“I firmly believe that any man’s finest hour–his greatest fulfillment to all he holds dear…is that moment when he has worked his heart out in a good cause and lies exhausted on the field of battle–victorious.” So goes the preface to “Any Given Sunday.” No, it wasn’t a quote from General George S. Patton. It wasn’t even George C. Scott. It was, of course, the legendary football coach Vince Lombardi (1913-1970), who only acted and sounded like a combat general. If you take your football as seriously as he did, maybe even confusing it with something like life and death, then this movie might be right up your alley, or goal post, or whatever.
Be aware, however, that it’s hard to tell most of the time if co-writer/director Oliver Stone was making a serious sports movie here or a satire of a sports movie. You be the judge.
Stone, forever bent on telling us everything we didn’t already know about everything–like what really happened to Kennedy and what really goes on with Wall Street financiers, rock stars, serial killers, U.S. Presidents, and other creatures of odd habit–this time packs every stereotype he can think of about football, and every cliché as well, into one long, loud, hard-hitting, fast-paced, action-packed epic. I mean, if you don’t like football, you’re not going to like this film. If you do enjoy the game (and I count myself as one who does, having never missed a 49ers game in twenty-seven years), you may still find the movie noisy and drawn-out. Like its main character, coach Tony D’Amato (Al Pacino, who rants and rages better than anyone in the business), “Any Given Sunday” tries hard to cover all the ground, damning the game and glorifying it at the same time. Oliver Stone never thinks small.
The movie begins with its strong suit, putting viewers into the very heart of the game. For the first twenty minutes we see, hear, and feel the plays, the tackles, the hits. Probably more realistically than in any football movie before it, “Any Given Sunday” captures the physical essence of the game in all its fierce, bone-crushing ferocity. Forget about any beauty, grace, or polish the sport may sometimes exhibit; here it’s all brute strength and muscle, a world of the trenches. This is no mere contest between high-paid, athletic entertainers; it’s a war of titans. With a couple of more games in the middle of the story and a lengthy game sequence at the end, well over half the movie is devoted to game-play action. By the time this two-hour-and-twenty-seven-minute director’s cut is through, it has left the audience dizzy and not a little exhausted.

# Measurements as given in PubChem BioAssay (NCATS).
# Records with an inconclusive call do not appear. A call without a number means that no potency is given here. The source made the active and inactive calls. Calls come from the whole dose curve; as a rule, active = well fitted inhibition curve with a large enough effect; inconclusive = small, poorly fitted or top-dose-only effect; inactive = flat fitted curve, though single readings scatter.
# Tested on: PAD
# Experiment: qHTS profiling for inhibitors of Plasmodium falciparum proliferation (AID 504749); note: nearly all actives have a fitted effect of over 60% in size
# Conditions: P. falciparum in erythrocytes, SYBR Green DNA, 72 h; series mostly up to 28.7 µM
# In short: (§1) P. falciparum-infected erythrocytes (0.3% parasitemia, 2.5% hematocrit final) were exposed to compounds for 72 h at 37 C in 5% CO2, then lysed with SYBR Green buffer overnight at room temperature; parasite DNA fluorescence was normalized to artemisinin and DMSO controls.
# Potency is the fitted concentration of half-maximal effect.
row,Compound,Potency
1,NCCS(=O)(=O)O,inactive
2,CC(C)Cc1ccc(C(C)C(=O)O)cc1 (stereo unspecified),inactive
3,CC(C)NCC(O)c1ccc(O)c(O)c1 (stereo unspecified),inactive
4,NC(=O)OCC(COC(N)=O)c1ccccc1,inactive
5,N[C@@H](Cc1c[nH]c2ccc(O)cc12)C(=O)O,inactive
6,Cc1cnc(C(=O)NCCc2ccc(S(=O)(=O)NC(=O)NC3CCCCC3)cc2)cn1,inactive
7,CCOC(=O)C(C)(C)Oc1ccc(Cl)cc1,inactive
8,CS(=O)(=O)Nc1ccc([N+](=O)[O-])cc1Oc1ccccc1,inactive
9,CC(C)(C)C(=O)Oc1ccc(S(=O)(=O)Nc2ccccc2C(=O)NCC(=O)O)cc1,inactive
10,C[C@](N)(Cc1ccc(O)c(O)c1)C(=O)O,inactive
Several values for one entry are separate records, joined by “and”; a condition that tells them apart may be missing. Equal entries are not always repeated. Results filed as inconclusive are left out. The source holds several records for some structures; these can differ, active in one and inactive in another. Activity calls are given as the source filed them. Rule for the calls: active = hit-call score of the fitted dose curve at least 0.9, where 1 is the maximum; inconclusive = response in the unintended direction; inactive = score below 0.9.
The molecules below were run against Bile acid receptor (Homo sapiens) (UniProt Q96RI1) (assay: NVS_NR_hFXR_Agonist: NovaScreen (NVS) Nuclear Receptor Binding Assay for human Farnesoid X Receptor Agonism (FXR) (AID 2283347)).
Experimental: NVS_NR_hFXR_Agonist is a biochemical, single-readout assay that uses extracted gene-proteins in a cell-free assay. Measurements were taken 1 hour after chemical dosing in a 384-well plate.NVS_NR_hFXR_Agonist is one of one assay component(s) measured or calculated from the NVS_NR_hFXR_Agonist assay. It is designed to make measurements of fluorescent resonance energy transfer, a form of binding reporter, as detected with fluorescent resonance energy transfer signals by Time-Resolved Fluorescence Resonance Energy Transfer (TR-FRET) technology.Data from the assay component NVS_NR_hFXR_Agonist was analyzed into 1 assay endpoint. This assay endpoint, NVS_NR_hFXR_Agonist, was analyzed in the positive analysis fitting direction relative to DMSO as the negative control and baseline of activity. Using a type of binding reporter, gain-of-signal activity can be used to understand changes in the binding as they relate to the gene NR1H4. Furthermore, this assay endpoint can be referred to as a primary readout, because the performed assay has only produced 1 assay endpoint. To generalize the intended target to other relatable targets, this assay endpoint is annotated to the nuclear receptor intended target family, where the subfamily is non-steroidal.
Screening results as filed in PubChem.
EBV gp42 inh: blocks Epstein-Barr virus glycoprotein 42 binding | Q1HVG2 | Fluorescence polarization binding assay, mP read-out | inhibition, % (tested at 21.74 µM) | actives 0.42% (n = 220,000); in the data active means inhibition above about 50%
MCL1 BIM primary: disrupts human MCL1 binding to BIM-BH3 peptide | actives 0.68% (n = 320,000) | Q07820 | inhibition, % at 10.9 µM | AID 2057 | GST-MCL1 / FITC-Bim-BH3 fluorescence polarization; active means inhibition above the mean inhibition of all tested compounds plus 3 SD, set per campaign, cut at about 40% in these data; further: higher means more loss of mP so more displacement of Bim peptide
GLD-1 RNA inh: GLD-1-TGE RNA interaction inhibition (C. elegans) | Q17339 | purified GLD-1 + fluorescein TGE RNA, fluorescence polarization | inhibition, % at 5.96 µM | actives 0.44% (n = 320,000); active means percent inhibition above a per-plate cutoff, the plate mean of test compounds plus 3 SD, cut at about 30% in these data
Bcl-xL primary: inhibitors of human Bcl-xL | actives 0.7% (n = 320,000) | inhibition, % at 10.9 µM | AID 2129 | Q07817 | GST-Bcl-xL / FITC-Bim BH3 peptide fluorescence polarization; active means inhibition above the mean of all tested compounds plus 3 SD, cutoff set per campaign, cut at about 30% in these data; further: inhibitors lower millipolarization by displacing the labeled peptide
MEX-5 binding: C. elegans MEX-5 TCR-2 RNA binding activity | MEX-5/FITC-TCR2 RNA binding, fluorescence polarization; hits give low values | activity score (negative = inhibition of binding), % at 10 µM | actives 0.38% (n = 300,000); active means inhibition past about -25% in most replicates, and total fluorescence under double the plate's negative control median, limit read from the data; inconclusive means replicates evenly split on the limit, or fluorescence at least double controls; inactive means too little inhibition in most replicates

In its way, the whole movie is patterned after a football game. On the field or off, it’s a story about rivalries. If a character shows his or her face on the screen, you can be sure the character will be in conflict with somebody else before long. In fact, you can bet on it. The central character is D’Amato (Pacino), coach of the fictional Miami Sharks. He’s in conflict with everyone–his quarterbacks, his team’s owner, his lover, and himself. The first word out of his mouth when the film begins is a four-letter expletive. His second, third, and fourth words are like unto his first. He’s a man for whom football is not just a passion, it’s a life. He has no other. He’s been the hard-drinking, pep-talking coach of the Sharks for thirty years; he appears to have no close friends or family; he lives in a huge, elaborate, and very empty house; and he pays for his female companionship. He is loyal to his oldest players, loyal to the game, and loyal to the old-fashioned virtues of honor, tradition, teamwork, and the glory and brotherhood of the sport. The new owner wants him fired.
The new team owner, a young woman named Christina Pagniacci, is effectively, if one-sidedly, played by Cameron Diaz. She is cold blooded and calculating. She wants only to make money and that means a championship. She has inherited the team from her father, for whom the sport was more than a moneymaking proposition. But to her, a winning season is all that counts, and Tony has lost four games in a row. She thinks he’s a dinosaur. Not even her mother, played by Ann-Margaret, seems to like her, and one character goes so far as to suggest she would eat her young.
The starting quarterback is an old veteran, Jack “Cap” Rooney (Randy Quaid), who has taken too many hits to the head and is starting to feel the effects of so many concussions. He ought to step down, but like many athletes, he’s too proud. He wants to retire a winner and is sure he has another couple of good seasons in him. When he’s knocked out of a game for good, he’s forced to reconsider his position, even though his wife, Cindy (Lauren Holly), throws a tizzy fit at the suggestion of his quitting. Like almost everyone else in the story, she thinks only of the money and celebrity status they’ll lose. San Francisco Bay Area football fans will see similarities between one of their own teams and the cinematic team’s new female owner and its aging star quarterback with head injuries. The differences lie in the film’s exaggerated, over-the-top, soap-opera melodrama.